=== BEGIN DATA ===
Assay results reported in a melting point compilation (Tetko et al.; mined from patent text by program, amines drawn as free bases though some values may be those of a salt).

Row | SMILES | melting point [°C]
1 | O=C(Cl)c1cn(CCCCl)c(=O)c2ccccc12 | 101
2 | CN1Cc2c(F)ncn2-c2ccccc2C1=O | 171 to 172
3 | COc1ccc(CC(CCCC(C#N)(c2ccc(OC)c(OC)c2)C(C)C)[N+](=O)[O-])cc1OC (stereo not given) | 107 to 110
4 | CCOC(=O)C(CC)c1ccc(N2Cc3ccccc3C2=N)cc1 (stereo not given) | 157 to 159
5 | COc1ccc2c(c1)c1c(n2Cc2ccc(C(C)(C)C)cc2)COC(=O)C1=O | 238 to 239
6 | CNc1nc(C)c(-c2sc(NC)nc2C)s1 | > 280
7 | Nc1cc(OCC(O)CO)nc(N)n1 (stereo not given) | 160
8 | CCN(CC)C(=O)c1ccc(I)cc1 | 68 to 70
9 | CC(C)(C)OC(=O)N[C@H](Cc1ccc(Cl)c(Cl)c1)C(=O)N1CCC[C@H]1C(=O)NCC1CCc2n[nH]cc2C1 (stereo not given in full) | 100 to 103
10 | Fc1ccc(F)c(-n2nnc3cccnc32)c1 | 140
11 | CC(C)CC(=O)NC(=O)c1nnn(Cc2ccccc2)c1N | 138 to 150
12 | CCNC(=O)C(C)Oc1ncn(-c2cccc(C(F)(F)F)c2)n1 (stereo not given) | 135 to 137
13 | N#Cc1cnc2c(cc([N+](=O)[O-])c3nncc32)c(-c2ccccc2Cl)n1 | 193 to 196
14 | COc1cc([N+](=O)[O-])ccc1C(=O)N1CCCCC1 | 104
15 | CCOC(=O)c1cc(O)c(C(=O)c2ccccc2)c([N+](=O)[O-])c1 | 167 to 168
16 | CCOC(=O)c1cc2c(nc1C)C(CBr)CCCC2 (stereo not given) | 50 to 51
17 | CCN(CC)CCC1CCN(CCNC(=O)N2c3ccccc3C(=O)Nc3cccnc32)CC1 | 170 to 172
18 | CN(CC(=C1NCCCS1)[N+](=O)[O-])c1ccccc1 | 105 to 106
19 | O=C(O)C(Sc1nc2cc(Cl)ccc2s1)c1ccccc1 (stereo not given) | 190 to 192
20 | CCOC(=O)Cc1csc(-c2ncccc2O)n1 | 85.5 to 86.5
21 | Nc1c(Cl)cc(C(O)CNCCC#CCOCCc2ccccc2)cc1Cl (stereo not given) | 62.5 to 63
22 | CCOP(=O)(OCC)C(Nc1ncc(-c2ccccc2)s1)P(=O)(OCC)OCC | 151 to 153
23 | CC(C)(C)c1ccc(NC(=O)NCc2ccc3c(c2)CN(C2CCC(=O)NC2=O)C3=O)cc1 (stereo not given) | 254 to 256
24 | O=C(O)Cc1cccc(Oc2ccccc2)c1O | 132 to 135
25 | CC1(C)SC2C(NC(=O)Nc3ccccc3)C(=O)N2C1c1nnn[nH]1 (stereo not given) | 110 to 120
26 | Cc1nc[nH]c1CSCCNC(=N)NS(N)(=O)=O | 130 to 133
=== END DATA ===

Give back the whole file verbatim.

Assay results reported in a melting point compilation (Tetko et al.; mined from patent text by program, amines drawn as free bases though some values may be those of a salt).

Row | SMILES | melting point [°C]
1 | O=C(Cl)c1cn(CCCCl)c(=O)c2ccccc12 | 101
2 | CN1Cc2c(F)ncn2-c2ccccc2C1=O | 171 to 172
3 | COc1ccc(CC(CCCC(C#N)(c2ccc(OC)c(OC)c2)C(C)C)[N+](=O)[O-])cc1OC (stereo not given) | 107 to 110
4 | CCOC(=O)C(CC)c1ccc(N2Cc3ccccc3C2=N)cc1 (stereo not given) | 157 to 159
5 | COc1ccc2c(c1)c1c(n2Cc2ccc(C(C)(C)C)cc2)COC(=O)C1=O | 238 to 239
6 | CNc1nc(C)c(-c2sc(NC)nc2C)s1 | > 280
7 | Nc1cc(OCC(O)CO)nc(N)n1 (stereo not given) | 160
8 | CCN(CC)C(=O)c1ccc(I)cc1 | 68 to 70
9 | CC(C)(C)OC(=O)N[C@H](Cc1ccc(Cl)c(Cl)c1)C(=O)N1CCC[C@H]1C(=O)NCC1CCc2n[nH]cc2C1 (stereo not given in full) | 100 to 103
10 | Fc1ccc(F)c(-n2nnc3cccnc32)c1 | 140
11 | CC(C)CC(=O)NC(=O)c1nnn(Cc2ccccc2)c1N | 138 to 150
12 | CCNC(=O)C(C)Oc1ncn(-c2cccc(C(F)(F)F)c2)n1 (stereo not given) | 135 to 137
13 | N#Cc1cnc2c(cc([N+](=O)[O-])c3nncc32)c(-c2ccccc2Cl)n1 | 193 to 196
14 | COc1cc([N+](=O)[O-])ccc1C(=O)N1CCCCC1 | 104
15 | CCOC(=O)c1cc(O)c(C(=O)c2ccccc2)c([N+](=O)[O-])c1 | 167 to 168
16 | CCOC(=O)c1cc2c(nc1C)C(CBr)CCCC2 (stereo not given) | 50 to 51
17 | CCN(CC)CCC1CCN(CCNC(=O)N2c3ccccc3C(=O)Nc3cccnc32)CC1 | 170 to 172
18 | CN(CC(=C1NCCCS1)[N+](=O)[O-])c1ccccc1 | 105 to 106
19 | O=C(O)C(Sc1nc2cc(Cl)ccc2s1)c1ccccc1 (stereo not given) | 190 to 192
20 | CCOC(=O)Cc1csc(-c2ncccc2O)n1 | 85.5 to 86.5
21 | Nc1c(Cl)cc(C(O)CNCCC#CCOCCc2ccccc2)cc1Cl (stereo not given) | 62.5 to 63
22 | CCOP(=O)(OCC)C(Nc1ncc(-c2ccccc2)s1)P(=O)(OCC)OCC | 151 to 153
23 | CC(C)(C)c1ccc(NC(=O)NCc2ccc3c(c2)CN(C2CCC(=O)NC2=O)C3=O)cc1 (stereo not given) | 254 to 256
24 | O=C(O)Cc1cccc(Oc2ccccc2)c1O | 132 to 135
25 | CC1(C)SC2C(NC(=O)Nc3ccccc3)C(=O)N2C1c1nnn[nH]1 (stereo not given) | 110 to 120
26 | Cc1nc[nH]c1CSCCNC(=N)NS(N)(=O)=O | 130 to 133